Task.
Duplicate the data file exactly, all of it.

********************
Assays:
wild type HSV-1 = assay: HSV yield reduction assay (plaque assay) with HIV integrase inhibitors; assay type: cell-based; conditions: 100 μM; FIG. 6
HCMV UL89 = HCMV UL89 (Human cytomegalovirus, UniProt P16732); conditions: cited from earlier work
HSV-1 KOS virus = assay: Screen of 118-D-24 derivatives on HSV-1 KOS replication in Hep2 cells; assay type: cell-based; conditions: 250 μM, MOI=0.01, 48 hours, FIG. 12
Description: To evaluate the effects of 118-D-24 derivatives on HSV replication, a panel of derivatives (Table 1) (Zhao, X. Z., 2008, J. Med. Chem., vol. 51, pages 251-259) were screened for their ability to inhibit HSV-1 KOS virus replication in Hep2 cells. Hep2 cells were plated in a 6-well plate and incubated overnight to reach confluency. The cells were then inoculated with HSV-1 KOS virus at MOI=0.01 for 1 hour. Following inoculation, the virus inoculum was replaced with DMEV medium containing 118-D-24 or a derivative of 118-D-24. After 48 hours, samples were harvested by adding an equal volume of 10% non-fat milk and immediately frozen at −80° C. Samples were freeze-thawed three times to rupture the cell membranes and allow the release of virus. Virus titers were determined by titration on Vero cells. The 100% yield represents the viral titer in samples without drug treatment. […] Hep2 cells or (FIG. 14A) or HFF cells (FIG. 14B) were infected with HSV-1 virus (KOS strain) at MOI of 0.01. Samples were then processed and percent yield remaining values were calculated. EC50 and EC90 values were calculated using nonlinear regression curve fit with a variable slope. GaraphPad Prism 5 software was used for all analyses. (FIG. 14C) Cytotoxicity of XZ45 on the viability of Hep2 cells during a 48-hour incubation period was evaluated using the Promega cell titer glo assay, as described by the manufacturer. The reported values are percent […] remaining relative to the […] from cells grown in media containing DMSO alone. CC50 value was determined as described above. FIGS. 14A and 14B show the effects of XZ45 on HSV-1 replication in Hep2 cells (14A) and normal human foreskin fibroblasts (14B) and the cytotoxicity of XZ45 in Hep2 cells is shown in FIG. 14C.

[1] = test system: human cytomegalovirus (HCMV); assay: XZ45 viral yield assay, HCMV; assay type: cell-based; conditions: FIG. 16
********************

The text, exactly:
Assays:
wild type HSV-1 = assay: HSV yield reduction assay (plaque assay) with HIV integrase inhibitors; assay type: cell-based; conditions: 100 μM; FIG. 6
HCMV UL89 = HCMV UL89 (Human cytomegalovirus, UniProt P16732); conditions: cited from earlier work
HSV-1 KOS virus = assay: Screen of 118-D-24 derivatives on HSV-1 KOS replication in Hep2 cells; assay type: cell-based; conditions: 250 μM, MOI=0.01, 48 hours, FIG. 12
Description: To evaluate the effects of 118-D-24 derivatives on HSV replication, a panel of derivatives (Table 1) (Zhao, X. Z., 2008, J. Med. Chem., vol. 51, pages 251-259) were screened for their ability to inhibit HSV-1 KOS virus replication in Hep2 cells. Hep2 cells were plated in a 6-well plate and incubated overnight to reach confluency. The cells were then inoculated with HSV-1 KOS virus at MOI=0.01 for 1 hour. Following inoculation, the virus inoculum was replaced with DMEV medium containing 118-D-24 or a derivative of 118-D-24. After 48 hours, samples were harvested by adding an equal volume of 10% non-fat milk and immediately frozen at −80° C. Samples were freeze-thawed three times to rupture the cell membranes and allow the release of virus. Virus titers were determined by titration on Vero cells. The 100% yield represents the viral titer in samples without drug treatment. […] Hep2 cells or (FIG. 14A) or HFF cells (FIG. 14B) were infected with HSV-1 virus (KOS strain) at MOI of 0.01. Samples were then processed and percent yield remaining values were calculated. EC50 and EC90 values were calculated using nonlinear regression curve fit with a variable slope. GaraphPad Prism 5 software was used for all analyses. (FIG. 14C) Cytotoxicity of XZ45 on the viability of Hep2 cells during a 48-hour incubation period was evaluated using the Promega cell titer glo assay, as described by the manufacturer. The reported values are percent […] remaining relative to the […] from cells grown in media containing DMSO alone. CC50 value was determined as described above. FIGS. 14A and 14B show the effects of XZ45 on HSV-1 replication in Hep2 cells (14A) and normal human foreskin fibroblasts (14B) and the cytotoxicity of XZ45 in Hep2 cells is shown in FIG. 14C.

[1] = test system: human cytomegalovirus (HCMV); assay: XZ45 viral yield assay, HCMV; assay type: cell-based; conditions: FIG. 16